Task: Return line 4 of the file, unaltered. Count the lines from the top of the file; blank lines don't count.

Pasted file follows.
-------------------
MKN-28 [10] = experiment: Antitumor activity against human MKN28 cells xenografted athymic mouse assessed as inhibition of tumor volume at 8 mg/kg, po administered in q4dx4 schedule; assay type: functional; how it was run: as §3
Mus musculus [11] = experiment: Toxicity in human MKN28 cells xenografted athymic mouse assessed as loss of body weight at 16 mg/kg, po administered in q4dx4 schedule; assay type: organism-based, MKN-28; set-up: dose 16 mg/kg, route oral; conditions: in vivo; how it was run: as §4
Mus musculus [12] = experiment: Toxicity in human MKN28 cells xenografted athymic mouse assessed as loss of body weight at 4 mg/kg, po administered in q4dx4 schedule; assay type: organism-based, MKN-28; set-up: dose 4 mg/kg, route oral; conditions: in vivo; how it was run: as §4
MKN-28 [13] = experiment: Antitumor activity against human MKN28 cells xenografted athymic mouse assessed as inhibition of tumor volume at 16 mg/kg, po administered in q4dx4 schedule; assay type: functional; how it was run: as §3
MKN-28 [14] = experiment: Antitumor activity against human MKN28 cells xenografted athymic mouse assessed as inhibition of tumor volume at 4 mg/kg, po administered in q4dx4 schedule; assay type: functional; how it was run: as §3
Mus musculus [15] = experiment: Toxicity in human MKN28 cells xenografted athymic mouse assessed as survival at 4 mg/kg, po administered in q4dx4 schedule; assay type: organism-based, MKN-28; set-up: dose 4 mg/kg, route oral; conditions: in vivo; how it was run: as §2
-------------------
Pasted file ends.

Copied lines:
MKN-28 [13] = experiment: Antitumor activity against human MKN28 cells xenografted athymic mouse assessed as inhibition of tumor volume at 16 mg/kg, po administered in q4dx4 schedule; assay type: functional; how it was run: as §3